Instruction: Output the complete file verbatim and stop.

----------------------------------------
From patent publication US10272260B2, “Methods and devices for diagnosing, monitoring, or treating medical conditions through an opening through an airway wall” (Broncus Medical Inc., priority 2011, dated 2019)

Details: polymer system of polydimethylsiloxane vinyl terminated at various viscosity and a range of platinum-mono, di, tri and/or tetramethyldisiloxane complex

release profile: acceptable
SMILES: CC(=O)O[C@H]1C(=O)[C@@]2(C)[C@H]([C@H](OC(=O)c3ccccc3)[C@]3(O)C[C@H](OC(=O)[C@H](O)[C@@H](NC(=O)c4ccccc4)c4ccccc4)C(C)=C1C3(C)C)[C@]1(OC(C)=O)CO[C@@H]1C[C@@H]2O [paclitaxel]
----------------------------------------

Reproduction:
From patent publication US10272260B2, “Methods and devices for diagnosing, monitoring, or treating medical conditions through an opening through an airway wall” (Broncus Medical Inc., priority 2011, dated 2019)

Details: polymer system of polydimethylsiloxane vinyl terminated at various viscosity and a range of platinum-mono, di, tri and/or tetramethyldisiloxane complex

release profile: acceptable
SMILES: CC(=O)O[C@H]1C(=O)[C@@]2(C)[C@H]([C@H](OC(=O)c3ccccc3)[C@]3(O)C[C@H](OC(=O)[C@H](O)[C@@H](NC(=O)c4ccccc4)c4ccccc4)C(C)=C1C3(C)C)[C@]1(OC(C)=O)CO[C@@H]1C[C@@H]2O [paclitaxel]